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Florida unwraps mild anti-smoking campaign

For years, Florida's stop-smoking hotline limped along with so little publicity that supporters joked it was the only such phone line with an unlisted number.

So in antismoking circles, this month saw a watershed moment: The hotline got nearly as many calls in one single minute — 150 — as it once would get in an entire month.

"That part of it has been tremendously successful, and we are just thrilled," said Paul Hull, vice president of advocacy and public policy for the American Cancer Society's Florida division.

The question now is whether the rest of the state's new antismoking campaign will work.

"It's often hard to predict what public health messages will work," said Thomas H. Brandon, director of the Tobacco Research and Intervention Program at H. Lee Moffitt Cancer Center & Research Institute. "The proof is in the pudding."

After years of minimal funding, the state now has $17-million to spend on a campaign against smoking, part of a $58-million tobacco cessation and prevention program. The money comes from voters' 2006 constitutional amendment to put 15 percent of state tobacco settlement funds into the program.

So now, you can enter a contest for the best antismoking video on YouTube, download songs by "smoke-free" musicians and become a campaign fan on FaceBook.

There are TV ads, radio ads, antismoking bracelets and even a comic book that features Superman and pals battling a villain using cigarette smoke as a weapon, all aimed at the 19 percent of Floridians who smoke and those who might start.

But will it work? The high-tech medium is new, but the message is milder. The tone is distinctly different from the nationally recognized "Truth" campaign that Florida piloted in the late 1990s.

It featured edgy, aggressive advertising that bashed the tobacco industry for manipulating teens and inspired a widely praised national campaign.

"That earlier Florida program was just a wonderful model for the rest of the country," said Eric Lindblom, director for policy research at the Campaign for Tobacco-Free Kids. "It was so tragic when it was cut back."

After the "Truth" campaign began, health surveys showed that Florida teen smoking rates dropped from 23.3 percent to 20.9 percent. But over a few years, legislators gutted funding from $70-million a year to about $1-million.

The icon of the new campaign is a fluffy sky-blue cloud with the logo, "i care. I DON'T SMOKE."

"The 'Truth' campaign was more hard-hitting … and tried to redirect the adolescent sense of rebellion," Brandon said. "This is definitely a softer campaign. Whether that resonates to teens, I don't know."

But today's teenagers are different, said Kim Berfield, deputy secretary of the state Health Department, which administers the campaign. State focus groups indicated a different kind of campaign would work better. "It's not the big, bad tobacco industry as much as, 'How is this affecting me personally?' " she said.

In Plant City this month, teens got a firsthand look at one of the stars of the new campaign: a traveling van called the Smokifier. It features a camera to take visitors' photos and computer software to age them on the spot as smokers, so teens see that if they smoke, they'll eventually get more wrinkles and lines.

When 15-year-old Alix Hooker got her picture taken, the hardest part was stopping her giggles long enough to take the picture. The final result didn't show her braces or the green ring pop on her finger.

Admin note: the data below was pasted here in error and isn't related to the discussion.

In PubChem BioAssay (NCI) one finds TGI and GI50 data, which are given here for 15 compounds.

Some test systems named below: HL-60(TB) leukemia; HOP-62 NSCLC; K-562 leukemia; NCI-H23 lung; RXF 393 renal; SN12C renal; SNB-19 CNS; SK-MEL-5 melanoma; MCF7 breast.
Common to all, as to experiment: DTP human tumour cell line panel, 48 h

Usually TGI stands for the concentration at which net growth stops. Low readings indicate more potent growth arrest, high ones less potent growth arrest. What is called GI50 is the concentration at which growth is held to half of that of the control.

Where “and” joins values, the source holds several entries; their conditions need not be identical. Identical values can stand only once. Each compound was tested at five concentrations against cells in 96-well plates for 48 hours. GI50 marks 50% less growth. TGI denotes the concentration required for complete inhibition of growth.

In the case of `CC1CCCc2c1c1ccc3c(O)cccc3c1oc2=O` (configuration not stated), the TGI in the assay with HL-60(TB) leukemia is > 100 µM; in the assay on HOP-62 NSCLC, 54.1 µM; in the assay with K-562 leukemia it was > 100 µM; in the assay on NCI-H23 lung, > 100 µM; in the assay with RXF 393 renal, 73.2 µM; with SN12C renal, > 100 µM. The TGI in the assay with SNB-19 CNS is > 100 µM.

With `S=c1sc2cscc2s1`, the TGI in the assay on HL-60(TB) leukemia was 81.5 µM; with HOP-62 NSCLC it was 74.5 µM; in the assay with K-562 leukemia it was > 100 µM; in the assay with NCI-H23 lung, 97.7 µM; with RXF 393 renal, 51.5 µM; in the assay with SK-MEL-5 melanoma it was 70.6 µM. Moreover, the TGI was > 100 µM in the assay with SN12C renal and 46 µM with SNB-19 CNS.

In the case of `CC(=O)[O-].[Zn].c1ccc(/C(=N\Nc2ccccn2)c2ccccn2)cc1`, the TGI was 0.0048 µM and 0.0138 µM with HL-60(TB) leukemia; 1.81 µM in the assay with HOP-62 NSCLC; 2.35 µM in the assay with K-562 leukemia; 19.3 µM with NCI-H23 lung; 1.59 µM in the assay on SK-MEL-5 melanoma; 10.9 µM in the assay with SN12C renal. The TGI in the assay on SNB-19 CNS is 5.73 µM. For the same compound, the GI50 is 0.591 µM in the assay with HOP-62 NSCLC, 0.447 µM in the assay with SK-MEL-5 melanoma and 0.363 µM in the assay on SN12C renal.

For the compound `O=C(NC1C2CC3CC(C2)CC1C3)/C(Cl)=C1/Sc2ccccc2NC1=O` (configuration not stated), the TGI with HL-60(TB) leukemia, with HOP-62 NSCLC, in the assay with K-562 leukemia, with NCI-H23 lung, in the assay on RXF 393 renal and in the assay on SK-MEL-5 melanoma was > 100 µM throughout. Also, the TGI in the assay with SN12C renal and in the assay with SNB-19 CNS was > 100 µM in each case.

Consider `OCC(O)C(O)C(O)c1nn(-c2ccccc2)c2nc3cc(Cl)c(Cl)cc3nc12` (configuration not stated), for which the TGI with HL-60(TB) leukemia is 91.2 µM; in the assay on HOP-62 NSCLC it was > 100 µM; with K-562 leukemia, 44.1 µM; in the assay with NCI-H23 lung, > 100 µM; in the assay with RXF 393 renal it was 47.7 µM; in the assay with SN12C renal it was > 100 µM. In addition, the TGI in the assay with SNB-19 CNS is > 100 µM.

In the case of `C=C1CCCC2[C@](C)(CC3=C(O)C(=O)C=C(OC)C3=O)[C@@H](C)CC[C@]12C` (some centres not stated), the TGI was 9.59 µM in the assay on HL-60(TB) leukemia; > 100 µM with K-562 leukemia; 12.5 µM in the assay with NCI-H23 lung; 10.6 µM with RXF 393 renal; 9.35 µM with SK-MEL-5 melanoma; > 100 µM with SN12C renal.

"I look deformed," she said.

But could the photos keep kids from smoking?

Yes, Alix said.

"Everyone wants to get married and have kids, and if you look like that, I don't think it's going to happen," she explained.

For Brandon, the best campaign piece he's seen so far is a TV ad targeting parents. It features a somber-faced boy tossing a baseball to an empty patch of grass. "Each year," a child's voice says, "smoking leaves 31,000 children fatherless."

"The 'i care' campaign may be more effective for getting adults to quit," Brandon said. "That was needed. We can't just write off smokers."

While antismoking campaigns may sound expensive, Brandon and other advocates say, their cost pales in comparison to smoking's. America spends $167-billion on health-related smoking costs each year.

To look at it another way, one antismoking group, the Campaign for Tobacco-Free Kids, estimates that lifetime health care for the average smoker costs $17,500 more than the average nonsmoker.

So the $17-million campaign pays for itself if it keeps 1,000 Florida teens from lighting up. More than 26,000 Florida teens become smokers each year.

Despite the new dollars, the campaign remains dwarfed by the amount the tobacco industry spends in Florida. "Part of the challenge we face is the innovative effort that the tobacco industry is using to try to target young people," Berfield said.

Late last year, eight states sued R.J. Reynolds Tobacco Co., saying it broke its promise not to market to young people by advertising Camel cigarettes with cartoons and free "fresh picked music" CDs and a Web site touting independent musicians.

But the companies have other tactics, Hull said. "They'll send attractive young people to bars, giving out free samples," he said.

Partly because of tourism, Florida is an attractive market for tobacco companies. The industry spends more money marketing cigarettes here than any other state, Hull said.

And according to the Campaign for Tobacco Free Kids, just how much is that?

$930-million a year.

Lisa Greene can be reached at or (813) 226-3322.


Quitters aid

• Florida Quitline: 1-877-U-CAN-NOW (1-877-822-6669)

• Learn more, download songs or see the TV spot at

Florida unwraps mild anti-smoking campaign 05/24/08 [Last modified: Wednesday, May 28, 2008 9:08am]
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